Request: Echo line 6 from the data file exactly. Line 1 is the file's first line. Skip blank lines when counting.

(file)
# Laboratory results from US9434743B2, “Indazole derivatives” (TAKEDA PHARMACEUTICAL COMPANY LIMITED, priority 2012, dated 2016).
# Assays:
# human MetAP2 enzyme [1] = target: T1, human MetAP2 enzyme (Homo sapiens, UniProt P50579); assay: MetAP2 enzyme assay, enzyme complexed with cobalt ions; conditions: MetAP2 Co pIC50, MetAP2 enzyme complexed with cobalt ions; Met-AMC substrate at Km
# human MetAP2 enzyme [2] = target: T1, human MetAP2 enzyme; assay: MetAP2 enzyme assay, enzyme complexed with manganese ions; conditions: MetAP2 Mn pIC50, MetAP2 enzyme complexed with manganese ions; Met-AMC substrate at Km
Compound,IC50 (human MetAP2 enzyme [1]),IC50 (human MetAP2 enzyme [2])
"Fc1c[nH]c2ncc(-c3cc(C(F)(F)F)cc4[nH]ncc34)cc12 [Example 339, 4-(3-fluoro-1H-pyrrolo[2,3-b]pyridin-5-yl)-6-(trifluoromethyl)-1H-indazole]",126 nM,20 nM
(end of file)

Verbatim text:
"Fc1c[nH]c2ncc(-c3cc(C(F)(F)F)cc4[nH]ncc34)cc12 [Example 339, 4-(3-fluoro-1H-pyrrolo[2,3-b]pyridin-5-yl)-6-(trifluoromethyl)-1H-indazole]",126 nM,20 nM